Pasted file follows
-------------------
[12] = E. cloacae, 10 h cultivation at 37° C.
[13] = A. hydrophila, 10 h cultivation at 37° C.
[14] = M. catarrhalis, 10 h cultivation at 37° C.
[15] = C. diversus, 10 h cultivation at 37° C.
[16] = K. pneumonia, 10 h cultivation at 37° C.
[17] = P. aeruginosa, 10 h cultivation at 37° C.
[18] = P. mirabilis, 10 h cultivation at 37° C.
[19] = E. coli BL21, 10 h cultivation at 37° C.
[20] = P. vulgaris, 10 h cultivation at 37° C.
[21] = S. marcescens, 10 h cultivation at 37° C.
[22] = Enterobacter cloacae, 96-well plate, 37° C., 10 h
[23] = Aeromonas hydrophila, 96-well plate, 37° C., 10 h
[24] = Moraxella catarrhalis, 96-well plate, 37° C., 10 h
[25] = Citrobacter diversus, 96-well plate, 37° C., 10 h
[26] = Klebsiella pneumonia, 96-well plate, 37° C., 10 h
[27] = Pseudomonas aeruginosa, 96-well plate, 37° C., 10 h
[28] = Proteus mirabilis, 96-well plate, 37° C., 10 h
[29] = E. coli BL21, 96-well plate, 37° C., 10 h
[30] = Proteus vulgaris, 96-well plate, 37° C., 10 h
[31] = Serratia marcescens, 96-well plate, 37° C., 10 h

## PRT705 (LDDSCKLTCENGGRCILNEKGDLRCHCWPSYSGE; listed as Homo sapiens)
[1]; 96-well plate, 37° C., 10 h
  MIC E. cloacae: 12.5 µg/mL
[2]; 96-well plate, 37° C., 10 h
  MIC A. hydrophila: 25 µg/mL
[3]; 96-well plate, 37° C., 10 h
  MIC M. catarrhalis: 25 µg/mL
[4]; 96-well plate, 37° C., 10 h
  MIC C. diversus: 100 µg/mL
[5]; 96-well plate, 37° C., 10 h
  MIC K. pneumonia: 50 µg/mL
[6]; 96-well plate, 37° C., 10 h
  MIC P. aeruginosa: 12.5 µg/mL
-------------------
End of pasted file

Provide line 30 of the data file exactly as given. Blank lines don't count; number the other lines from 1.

[5]; 96-well plate, 37° C., 10 h